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Focus Asia 2015

14-16 April & 12-13 November

Shopping Asia: the world consumes Asia, Asia consumes the world.

Over the latter half of the twentieth century, Asia has emerged first as the center for global manufacturing and thereafter as a location for rising demand. These histories of changing Asian production and consumption landscapes are tied to shifting dynamics in the structure of global capitalism. The shifting power balance between large manufacturers and large retailers; revolution in logistics; changing geographies and networks of trade and production; worldwide diffusion of modern retailing; and rising middle class and consumer cultures around the world are some of the factors that have enabled recent changes in Asia’s relationship to global shopping.   

The aim of the first Focus Asia in 2015 was to bring together practitioners, working in various fields of the social sciences and Asian studies, who take seriously the inter-relationships between global production and consumption landscapes, and who pose relevant questions regarding Asia’s contemporary and historical role within this nexus. The title of the symposium “Shopping Asia” had multiple meanings, pointing to the complexity within the landscape of global shopping — as the world increasingly consumes, often Western-branded, Asian-made goods, and as Asians learn to consume globally-produced products, that are often foreign-branded goods made in their own local factories. Mediating these relationships are a number of powerful intermediaries, retailers, brand-name manufacturers, contract manufacturers, and distributors, who are located between production, retail, and consumption markets.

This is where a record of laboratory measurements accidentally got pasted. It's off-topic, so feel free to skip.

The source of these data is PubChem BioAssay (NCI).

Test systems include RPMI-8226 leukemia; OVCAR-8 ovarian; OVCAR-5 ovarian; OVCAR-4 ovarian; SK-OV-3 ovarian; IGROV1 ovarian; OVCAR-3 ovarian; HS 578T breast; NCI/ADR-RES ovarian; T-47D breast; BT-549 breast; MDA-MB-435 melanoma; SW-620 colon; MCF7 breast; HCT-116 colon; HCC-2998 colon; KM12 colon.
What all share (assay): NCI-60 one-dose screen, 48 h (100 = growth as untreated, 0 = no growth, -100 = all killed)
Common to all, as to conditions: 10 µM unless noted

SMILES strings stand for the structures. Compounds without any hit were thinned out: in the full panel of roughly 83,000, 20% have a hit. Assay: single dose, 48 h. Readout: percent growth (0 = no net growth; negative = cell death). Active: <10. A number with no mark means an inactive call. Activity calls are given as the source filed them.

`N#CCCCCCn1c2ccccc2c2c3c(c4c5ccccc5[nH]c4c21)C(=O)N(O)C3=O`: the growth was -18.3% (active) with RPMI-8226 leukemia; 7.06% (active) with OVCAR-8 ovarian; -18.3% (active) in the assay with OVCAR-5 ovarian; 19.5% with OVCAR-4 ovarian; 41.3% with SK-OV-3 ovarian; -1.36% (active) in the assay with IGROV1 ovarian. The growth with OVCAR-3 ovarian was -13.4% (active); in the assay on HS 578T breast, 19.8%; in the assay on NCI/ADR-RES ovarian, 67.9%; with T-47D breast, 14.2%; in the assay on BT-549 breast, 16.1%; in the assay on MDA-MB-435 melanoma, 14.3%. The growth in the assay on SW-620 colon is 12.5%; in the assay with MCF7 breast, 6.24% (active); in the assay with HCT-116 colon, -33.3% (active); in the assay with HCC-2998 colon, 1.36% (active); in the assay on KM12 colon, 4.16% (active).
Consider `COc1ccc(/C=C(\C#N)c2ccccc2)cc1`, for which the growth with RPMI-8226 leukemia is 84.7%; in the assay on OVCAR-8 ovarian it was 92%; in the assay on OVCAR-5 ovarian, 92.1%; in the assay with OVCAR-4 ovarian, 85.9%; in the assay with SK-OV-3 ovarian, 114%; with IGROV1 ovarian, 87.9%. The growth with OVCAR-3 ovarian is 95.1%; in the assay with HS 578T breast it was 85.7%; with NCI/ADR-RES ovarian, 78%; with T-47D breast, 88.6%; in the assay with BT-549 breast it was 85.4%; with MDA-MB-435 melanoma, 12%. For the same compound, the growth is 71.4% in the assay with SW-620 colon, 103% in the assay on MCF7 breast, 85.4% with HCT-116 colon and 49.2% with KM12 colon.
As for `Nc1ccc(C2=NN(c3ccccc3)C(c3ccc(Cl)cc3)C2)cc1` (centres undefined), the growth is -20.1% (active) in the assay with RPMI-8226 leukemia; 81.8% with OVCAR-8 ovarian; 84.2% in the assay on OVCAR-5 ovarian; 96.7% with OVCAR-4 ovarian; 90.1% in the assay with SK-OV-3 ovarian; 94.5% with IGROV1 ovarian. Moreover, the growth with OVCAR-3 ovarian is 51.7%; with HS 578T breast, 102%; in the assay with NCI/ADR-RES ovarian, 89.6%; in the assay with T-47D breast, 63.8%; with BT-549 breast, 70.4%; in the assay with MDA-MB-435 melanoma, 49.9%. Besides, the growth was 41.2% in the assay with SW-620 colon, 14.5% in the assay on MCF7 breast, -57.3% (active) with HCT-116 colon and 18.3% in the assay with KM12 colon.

E-Governance in Asia: Strengthening Transparency and Accountability?

Governments increasingly rely on new information and communication technology to connect with citizens. An important aspect of this e-governance is to enhance openness to empower citizens. Nonetheless, it is debated whether the digitization of government has in fact led to increased transparency, or whether governments primarily use the online interfaces to enhance social control. From a critical perspective the symposium examined the state-of-the-art of e-governance in Asia. The aim was to synthesize knowledge about the challenges of creating transparency and accountability in a digital environment. The core discussion unfolded as a juxtaposition of analyses of e-governance in different policy areas in India and China. The national-level studies are set in a comparative perspective spanning all of East and South-East Asia. The symposium thus provided an overview of the regional development of e-governance with particular focus on the pertinent issues of transparency and accountability.